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HEDY WEST - Ballads And Songs From The Appalachians

HEDY WEST - Ballads And Songs From The Appalachians
Fellside Recordings  FECD241

Hedwig (Hedy) West, who died in 2005 aged 67, was an American singer and banjoist of the old school who, though college educated, was born into a poor rural background in Cartersville, Georgia.  50 years back, she was well-known to European audiences and resident for some time in the UK.  Immensely popular and influential, her appearances at my local Folk Club, the Bothy in Southport, in 1966 and 1968 are still talked about in awed tones, such was their spellbinding quality.

Unlike more middle class discoverers of “folk” via the ‘60s resurgence, West was grounded in the tradition from the outset. She resisted attempts to “go commercial” and her unvarnished approach is the better for that. A listen to her most famous composition 500 Miles contrasted with the anaemic Journeymen and Peter, Paul and Mary versions, flags up instantly why A.L. Lloyd called her “far and away the best of American girl singers in the revival.”

Her repertory came initially from her family, but she performed her own material too.  Her father Don had been a miner and Union activist. His politics coloured her writing and gave songs like Cotton Mill Girls a lyrical bite – social history set to music. Those songs are not contained in this double CD re-release though, being just what its title implies and comprises the three albums she made for Topic between 1965 and 1967. Here are Child ballads, broadsides, religious and minstrel songs. Guileless, uncontrived, she sings her songs straightforwardly to 5-string banjo accompaniment or a capella without over-emoting or displaying an iota of self-over-song.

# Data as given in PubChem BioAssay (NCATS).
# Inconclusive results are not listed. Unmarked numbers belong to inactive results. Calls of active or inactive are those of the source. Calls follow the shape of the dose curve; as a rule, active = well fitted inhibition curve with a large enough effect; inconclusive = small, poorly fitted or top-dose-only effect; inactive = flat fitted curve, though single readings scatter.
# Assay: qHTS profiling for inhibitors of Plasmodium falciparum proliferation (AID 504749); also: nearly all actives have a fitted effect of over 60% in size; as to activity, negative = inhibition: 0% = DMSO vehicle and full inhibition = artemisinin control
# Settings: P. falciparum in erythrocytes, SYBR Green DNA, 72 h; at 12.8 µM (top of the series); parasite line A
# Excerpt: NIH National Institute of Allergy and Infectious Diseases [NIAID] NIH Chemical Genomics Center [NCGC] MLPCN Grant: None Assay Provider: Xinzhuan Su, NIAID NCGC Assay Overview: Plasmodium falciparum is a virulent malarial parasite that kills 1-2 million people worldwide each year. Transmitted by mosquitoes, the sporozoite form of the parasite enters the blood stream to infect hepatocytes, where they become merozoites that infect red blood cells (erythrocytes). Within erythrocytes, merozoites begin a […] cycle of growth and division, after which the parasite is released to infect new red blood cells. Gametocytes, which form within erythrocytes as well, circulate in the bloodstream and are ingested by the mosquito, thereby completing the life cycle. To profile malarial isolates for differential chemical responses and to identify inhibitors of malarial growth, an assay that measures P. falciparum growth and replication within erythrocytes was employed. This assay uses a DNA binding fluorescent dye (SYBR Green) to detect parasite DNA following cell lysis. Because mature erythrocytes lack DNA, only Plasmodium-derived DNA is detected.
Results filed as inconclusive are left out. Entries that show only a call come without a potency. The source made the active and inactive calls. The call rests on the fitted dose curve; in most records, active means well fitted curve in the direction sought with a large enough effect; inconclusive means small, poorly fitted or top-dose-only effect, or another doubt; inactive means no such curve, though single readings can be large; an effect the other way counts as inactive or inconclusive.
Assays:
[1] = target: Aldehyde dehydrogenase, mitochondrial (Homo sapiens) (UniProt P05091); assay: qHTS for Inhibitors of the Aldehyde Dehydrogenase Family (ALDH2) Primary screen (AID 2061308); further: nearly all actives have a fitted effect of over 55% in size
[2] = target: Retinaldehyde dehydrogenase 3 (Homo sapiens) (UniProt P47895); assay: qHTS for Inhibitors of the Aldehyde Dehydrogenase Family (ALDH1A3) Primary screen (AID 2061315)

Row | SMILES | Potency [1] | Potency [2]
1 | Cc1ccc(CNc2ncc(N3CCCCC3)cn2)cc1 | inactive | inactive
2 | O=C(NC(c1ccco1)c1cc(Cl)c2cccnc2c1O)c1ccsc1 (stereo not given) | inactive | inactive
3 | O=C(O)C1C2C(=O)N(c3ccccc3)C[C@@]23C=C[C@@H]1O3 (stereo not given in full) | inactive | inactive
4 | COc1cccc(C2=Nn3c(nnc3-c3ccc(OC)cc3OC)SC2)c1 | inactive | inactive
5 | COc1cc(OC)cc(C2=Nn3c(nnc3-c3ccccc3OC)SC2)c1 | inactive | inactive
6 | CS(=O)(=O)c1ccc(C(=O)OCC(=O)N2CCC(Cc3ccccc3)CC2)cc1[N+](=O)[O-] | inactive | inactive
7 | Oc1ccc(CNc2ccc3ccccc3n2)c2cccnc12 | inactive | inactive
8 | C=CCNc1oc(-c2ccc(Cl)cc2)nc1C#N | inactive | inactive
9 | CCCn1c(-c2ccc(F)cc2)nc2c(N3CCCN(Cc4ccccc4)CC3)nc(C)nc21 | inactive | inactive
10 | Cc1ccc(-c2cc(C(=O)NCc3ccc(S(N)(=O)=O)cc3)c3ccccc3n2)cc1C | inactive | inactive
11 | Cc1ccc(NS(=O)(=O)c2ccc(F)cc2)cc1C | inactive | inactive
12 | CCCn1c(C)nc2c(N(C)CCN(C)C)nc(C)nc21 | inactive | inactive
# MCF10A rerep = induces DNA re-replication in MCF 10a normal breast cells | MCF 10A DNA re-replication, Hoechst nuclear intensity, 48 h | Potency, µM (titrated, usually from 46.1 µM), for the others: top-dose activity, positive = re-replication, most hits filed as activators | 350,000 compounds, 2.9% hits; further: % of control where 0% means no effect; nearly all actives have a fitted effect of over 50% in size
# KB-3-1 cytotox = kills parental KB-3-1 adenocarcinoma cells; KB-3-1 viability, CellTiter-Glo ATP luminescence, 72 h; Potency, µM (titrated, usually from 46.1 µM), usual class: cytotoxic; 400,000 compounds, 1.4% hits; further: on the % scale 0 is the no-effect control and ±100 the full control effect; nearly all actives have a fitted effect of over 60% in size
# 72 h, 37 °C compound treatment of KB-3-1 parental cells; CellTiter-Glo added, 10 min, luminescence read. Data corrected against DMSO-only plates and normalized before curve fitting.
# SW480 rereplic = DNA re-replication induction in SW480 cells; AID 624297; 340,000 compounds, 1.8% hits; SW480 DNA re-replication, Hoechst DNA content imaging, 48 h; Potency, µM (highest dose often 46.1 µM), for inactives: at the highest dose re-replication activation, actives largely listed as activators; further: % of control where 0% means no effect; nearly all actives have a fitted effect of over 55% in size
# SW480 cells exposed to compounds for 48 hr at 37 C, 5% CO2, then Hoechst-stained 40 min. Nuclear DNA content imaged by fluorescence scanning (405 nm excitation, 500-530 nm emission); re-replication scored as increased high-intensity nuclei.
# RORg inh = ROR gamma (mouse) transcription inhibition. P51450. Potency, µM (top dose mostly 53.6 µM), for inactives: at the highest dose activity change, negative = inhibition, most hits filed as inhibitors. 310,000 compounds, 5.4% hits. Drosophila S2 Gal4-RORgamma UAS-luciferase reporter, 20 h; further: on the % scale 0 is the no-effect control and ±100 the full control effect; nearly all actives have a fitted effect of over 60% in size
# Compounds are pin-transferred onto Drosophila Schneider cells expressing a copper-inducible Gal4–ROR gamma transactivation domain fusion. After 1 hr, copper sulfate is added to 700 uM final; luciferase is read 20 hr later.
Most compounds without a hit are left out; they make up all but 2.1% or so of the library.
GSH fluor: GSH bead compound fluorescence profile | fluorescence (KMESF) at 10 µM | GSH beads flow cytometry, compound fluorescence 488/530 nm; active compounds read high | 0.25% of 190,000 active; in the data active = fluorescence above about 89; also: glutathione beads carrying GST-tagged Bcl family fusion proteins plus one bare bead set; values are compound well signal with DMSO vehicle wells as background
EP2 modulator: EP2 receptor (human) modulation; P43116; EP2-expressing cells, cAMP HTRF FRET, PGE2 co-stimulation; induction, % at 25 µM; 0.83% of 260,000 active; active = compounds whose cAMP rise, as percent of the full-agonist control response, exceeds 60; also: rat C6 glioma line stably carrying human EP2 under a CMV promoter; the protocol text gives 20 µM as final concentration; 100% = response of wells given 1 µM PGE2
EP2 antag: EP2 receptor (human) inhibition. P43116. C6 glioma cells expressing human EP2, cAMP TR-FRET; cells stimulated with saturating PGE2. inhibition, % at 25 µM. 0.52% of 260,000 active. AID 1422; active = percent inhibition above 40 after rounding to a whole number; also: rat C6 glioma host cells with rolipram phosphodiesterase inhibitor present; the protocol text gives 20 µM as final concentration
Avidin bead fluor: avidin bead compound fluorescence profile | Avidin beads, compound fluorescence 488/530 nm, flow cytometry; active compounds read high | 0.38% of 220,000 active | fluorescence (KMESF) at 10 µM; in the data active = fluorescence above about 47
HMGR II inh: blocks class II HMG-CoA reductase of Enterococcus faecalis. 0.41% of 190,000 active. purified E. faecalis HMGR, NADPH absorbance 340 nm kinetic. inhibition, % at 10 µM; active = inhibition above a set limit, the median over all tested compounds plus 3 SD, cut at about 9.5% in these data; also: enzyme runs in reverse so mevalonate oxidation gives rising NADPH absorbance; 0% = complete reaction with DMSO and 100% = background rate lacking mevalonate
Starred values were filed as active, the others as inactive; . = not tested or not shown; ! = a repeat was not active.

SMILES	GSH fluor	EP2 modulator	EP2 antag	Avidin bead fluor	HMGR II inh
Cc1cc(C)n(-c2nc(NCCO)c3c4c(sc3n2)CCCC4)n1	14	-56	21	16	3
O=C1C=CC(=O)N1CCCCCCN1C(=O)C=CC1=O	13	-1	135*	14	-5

Hedy’s voice, potent but never strident and not what one would call cosy or vulnerable, was a mixture of grit and grace. Her name, in much the same way as contemporaries such as Barbara Dane and Cynthia Gooding, is unfairly I feel, not now as well-known as those of the Baez and Collins ilk of the US revival. Paul Adams, Fellside’s CEO, patently shares this opinion and is to be applauded for making these long out of catalogue recordings available again.  Simply, this is required listening.

Clive Pownceby

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This album was reviewed in Issue 90 of The Living Tradition magazine.